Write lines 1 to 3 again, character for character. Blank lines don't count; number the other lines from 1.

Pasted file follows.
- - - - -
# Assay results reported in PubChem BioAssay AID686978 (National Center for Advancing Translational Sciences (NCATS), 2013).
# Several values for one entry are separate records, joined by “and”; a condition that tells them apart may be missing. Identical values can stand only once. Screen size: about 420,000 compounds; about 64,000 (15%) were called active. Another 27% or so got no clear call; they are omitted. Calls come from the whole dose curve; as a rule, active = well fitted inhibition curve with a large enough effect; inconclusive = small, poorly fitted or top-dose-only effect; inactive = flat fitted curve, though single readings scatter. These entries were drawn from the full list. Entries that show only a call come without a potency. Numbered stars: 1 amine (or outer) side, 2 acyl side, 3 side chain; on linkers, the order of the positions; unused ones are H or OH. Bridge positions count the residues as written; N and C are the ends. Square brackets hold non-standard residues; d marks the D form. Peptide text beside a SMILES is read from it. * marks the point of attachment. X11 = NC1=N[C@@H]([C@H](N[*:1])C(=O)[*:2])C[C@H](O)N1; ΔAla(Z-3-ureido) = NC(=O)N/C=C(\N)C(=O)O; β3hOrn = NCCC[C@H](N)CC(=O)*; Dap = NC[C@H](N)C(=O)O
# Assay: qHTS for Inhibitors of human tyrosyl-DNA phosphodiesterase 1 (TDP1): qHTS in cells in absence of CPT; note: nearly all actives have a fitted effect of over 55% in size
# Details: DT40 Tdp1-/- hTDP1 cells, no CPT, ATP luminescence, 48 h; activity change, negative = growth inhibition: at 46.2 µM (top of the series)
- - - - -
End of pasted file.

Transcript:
# Assay results reported in PubChem BioAssay AID686978 (National Center for Advancing Translational Sciences (NCATS), 2013).
# Several values for one entry are separate records, joined by “and”; a condition that tells them apart may be missing. Identical values can stand only once. Screen size: about 420,000 compounds; about 64,000 (15%) were called active. Another 27% or so got no clear call; they are omitted. Calls come from the whole dose curve; as a rule, active = well fitted inhibition curve with a large enough effect; inconclusive = small, poorly fitted or top-dose-only effect; inactive = flat fitted curve, though single readings scatter. These entries were drawn from the full list. Entries that show only a call come without a potency. Numbered stars: 1 amine (or outer) side, 2 acyl side, 3 side chain; on linkers, the order of the positions; unused ones are H or OH. Bridge positions count the residues as written; N and C are the ends. Square brackets hold non-standard residues; d marks the D form. Peptide text beside a SMILES is read from it. * marks the point of attachment. X11 = NC1=N[C@@H]([C@H](N[*:1])C(=O)[*:2])C[C@H](O)N1; ΔAla(Z-3-ureido) = NC(=O)N/C=C(\N)C(=O)O; β3hOrn = NCCC[C@H](N)CC(=O)*; Dap = NC[C@H](N)C(=O)O
# Assay: qHTS for Inhibitors of human tyrosyl-DNA phosphodiesterase 1 (TDP1): qHTS in cells in absence of CPT; note: nearly all actives have a fitted effect of over 55% in size